Next, we compared twins discordant for PTSD. The within-pair effects are inherently controlled for demographic, shared familial, and early environmental influences; in addition, daily activities and other environmental factors during the examination day were controlled by design because twin pairs were examined together. Monozygotic pairs share 100% of their genetic material in addition to early environment; thus, any association within monozygotic pairs cannot be ascribed to genes or early shared environment. Dizygotic twin pairs share familial factors but on average only share 50% of their genetic material. Therefore, comparison of the effect size between the individual-level analysis and the discordant-pair analysis of monozygotic and dizygotic twins provides information on whether genetic or other familial or shared environmental confounding is present (35).
Overall, 307 twin pairs were recruited and tested between 2002 and 2010. The response rate was similar in the PTSD-discordant twin pairs (127 of 318 twin pairs, 40%), in the depression-discordant twin pairs (93 of 201 twin pairs, 46%), and the control pairs (87 of 229 twin pairs, 38%). There were no differences in demographic characteristics, military variables, and risk factors for CHD between participant and nonparticipant twins. There was also no evidence of differential mortality in participants and nonparticipants. In the approximately 10 years between assessment of PTSD in 1992 and the start of recruitment in our study in 2002, there were only 43 otherwise eligible twin pairs in which one or both twins had died, and deaths were not associated with PTSD (3.1% vs. 2.3%, p = 0.31). Over the entire period between 1992 and 2009 (the last year mortality was updated in the VET Registry through death certificates), PTSD tended to be associated with total and cardiovascular mortality, but the association was similar in participants and nonparticipants. Among participants, the relative risk comparing those with and without PTSD was 1.8 (p = 0.19) for total mortality and 1.6 (p = 0.55) for cardiovascular mortality; among nonparticipants, the corresponding relative risks were 1.8 (p = 0.001) and 1.8 (p = 0.10).
After eliminating the second visit of 26 twin pairs with repeated assessments, our sample included 562 twins or 281 twin pairs (170 monozygotic and 111 dizygotic pairs). Of these, 137 subjects met the criteria for PTSD at baseline, and 117 twin pairs (77 monozygotic and 40 dizygotic) were discordant for PTSD. Approximately one-half of the sample served in Southeast Asia. Twins with PTSD were more likely to smoke, to drink alcohol, and to have a history of hypertension, but there were no differences in other risk factors such as body mass index and diabetes (Table 1). Twins with PTSD were also more likely to have a diagnosis of major depression and of alcohol and drug abuse.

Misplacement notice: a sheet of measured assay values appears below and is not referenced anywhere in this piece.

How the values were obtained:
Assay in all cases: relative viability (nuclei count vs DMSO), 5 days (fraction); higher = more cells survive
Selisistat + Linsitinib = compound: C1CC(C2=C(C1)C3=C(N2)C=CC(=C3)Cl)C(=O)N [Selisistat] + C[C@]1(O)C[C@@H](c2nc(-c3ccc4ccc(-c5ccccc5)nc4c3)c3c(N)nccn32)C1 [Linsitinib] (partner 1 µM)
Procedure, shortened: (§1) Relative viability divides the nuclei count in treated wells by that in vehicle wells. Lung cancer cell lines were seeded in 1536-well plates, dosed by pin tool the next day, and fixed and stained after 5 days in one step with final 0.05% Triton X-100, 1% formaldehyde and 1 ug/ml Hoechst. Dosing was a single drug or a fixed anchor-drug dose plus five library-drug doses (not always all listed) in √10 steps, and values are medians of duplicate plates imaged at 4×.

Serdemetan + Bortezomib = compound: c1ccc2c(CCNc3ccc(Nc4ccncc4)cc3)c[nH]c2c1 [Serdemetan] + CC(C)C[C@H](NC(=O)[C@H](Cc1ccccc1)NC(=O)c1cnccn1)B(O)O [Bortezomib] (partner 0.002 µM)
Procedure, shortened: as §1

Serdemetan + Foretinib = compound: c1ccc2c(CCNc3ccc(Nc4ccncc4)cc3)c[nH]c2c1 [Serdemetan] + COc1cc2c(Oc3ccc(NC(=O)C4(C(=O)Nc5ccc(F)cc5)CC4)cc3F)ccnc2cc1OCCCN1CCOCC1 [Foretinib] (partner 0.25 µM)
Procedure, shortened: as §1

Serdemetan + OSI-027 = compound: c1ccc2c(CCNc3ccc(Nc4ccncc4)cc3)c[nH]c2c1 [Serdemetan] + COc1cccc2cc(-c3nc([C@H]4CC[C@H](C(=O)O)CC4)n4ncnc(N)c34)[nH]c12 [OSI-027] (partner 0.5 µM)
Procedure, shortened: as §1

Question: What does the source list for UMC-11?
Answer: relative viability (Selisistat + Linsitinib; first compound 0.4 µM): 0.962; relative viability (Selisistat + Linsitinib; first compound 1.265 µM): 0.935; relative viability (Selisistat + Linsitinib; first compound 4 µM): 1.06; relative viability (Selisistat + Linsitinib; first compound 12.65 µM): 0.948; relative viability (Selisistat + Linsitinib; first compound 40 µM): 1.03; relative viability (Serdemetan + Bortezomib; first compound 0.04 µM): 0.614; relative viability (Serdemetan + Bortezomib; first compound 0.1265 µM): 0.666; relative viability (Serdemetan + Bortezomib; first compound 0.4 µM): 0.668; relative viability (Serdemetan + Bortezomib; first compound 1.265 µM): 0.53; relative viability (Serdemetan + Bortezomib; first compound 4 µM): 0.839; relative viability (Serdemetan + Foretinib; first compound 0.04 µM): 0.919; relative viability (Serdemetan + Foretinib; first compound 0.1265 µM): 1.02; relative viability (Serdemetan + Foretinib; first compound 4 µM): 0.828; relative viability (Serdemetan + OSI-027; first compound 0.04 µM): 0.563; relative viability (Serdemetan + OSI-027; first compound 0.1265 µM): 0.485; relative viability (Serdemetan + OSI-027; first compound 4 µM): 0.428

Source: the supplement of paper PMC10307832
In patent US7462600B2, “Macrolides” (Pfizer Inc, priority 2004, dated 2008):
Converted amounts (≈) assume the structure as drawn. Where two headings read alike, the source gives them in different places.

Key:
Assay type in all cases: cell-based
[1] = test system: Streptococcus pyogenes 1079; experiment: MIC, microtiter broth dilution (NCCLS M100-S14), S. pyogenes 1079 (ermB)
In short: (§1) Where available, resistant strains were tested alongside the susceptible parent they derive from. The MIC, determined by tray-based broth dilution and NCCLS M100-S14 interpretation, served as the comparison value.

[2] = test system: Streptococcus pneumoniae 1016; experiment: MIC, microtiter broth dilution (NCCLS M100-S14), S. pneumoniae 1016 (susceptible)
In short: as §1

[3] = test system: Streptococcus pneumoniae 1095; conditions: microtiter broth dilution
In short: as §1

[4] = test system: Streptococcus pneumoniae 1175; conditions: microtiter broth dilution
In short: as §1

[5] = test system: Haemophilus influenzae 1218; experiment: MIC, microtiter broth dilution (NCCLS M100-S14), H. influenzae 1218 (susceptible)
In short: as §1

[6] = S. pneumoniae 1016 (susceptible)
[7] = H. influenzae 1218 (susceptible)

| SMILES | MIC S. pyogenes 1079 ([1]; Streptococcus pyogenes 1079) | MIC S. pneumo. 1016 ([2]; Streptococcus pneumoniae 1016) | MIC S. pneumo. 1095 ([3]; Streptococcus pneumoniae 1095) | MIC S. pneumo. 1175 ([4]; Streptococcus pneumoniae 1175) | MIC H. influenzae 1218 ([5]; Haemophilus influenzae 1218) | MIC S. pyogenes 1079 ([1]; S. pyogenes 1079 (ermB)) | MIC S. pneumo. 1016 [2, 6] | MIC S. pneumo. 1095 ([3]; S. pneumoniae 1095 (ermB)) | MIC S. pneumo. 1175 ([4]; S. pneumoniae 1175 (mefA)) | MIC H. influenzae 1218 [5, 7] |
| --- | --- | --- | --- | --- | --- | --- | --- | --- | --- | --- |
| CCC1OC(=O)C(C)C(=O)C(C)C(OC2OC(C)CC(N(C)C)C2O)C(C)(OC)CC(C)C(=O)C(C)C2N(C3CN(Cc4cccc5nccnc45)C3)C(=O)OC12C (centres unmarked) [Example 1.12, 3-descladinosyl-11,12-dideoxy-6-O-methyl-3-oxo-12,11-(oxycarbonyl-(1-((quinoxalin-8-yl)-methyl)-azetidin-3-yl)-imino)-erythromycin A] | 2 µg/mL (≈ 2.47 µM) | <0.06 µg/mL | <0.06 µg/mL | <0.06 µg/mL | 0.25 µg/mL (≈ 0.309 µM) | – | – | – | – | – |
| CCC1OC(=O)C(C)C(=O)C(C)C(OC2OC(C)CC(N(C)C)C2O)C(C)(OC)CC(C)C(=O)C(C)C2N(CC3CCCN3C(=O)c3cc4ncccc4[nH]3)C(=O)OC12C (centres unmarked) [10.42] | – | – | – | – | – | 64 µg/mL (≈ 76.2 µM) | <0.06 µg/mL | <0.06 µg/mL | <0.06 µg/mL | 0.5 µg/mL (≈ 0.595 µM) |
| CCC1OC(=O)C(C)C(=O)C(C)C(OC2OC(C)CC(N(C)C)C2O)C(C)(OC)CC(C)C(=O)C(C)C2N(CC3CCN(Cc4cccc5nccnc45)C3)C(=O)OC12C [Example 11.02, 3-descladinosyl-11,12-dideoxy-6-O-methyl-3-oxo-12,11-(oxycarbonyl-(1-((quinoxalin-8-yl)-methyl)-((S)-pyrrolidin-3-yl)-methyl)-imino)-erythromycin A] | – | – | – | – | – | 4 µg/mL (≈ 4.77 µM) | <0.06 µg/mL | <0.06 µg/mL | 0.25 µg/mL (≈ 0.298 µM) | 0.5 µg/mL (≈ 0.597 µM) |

Incidence of cardiovascular diseases
In total, 69 twins developed CHD during follow-up. As shown in Figure 1, the incidence of CHD was more than double in twins with PTSD (22.6%) than in those without PTSD (8.9%). This difference held for the subcategories of acute myocardial infarction (n = 31), other hospitalizations for CHD (n = 20), and revascularization procedures (n = 39) (all p < 0.05). The association between PTSD and the incidence of CHD remained robust after adjusting for sociodemographic factors, service in Southeast Asia, lifestyle and other CHD risk factors, major depression, and other psychiatric diagnoses (Table 2). In the fully adjusted model, the odds ratio (OR) was 2.1 (95% confidence interval [CI]: 1.1 to 3.9).
Only 18 twins reported cerebrovascular accident events during follow-up. These events were approximately twice as common in twins with PTSD (5.1%) than in those without PTSD (2.5%), but the difference did not reach statistical significance (p = 0.14).
PET myocardial perfusion imaging
PET myocardial perfusion data and CFR could not be obtained in some twins. Overall, 479 twins (116 with PTSD) were included in the STSS analysis and 416 (92 with PTSD) were included in the CFR analysis.
The STSS was 95% higher in twins with PTSD than in those without (p = 0.001), denoting more perfusion defects (Table 3). An STSS of at least 100 was found in 59.5% of twins with PTSD versus 38.6% of twins without PTSD (OR: 2.0; 95% CI: 1.3 to 3.1; p = 0.001). The extent of hypoperfusion expressed as percent of the left ventricle affected was also significantly higher in twins with PTSD than in those without (p = 0.001). Forty-two percent of twins with PTSD had an extent of hypoperfusion >10% of the left ventricular mass versus 26% of twins without PTSD (OR: 1.9; 95% CI: 1.2 to 2.8; p = 0.003). Multivariable analysis did not substantially affect the relationship between STSS and PTSD (Table 3).
Overall, CFR was significantly lower in twins with PTSD than in those without PTSD (absolute difference: −0.21; p = 0.02) (Table 4). The reduction in CFR was primarily due to lower myocardial blood flow during pharmacological stress in twins with PTSD than in those without (148 vs. 160 ml/min/g, p = 0.01), while myocardial blood flow at rest was not different (67.8 vs. 66.6 ml/min/g, p = 0.46). Adjustment for sociodemographic factors and service in Southeast Asia did not substantially alter the results, but further adjustment for lifestyle factors weakened the association. Adjustment for STSS did not materially alter the difference in CFR due to PTSD (2.29 vs. 2.51; absolute difference: −0.22), suggesting that the microvascular circulation was involved. An abnormal CFR, defined as <2.0, was also more frequent in twins with PTSD (43.5%) than in those without (24.7%, p < 0.001).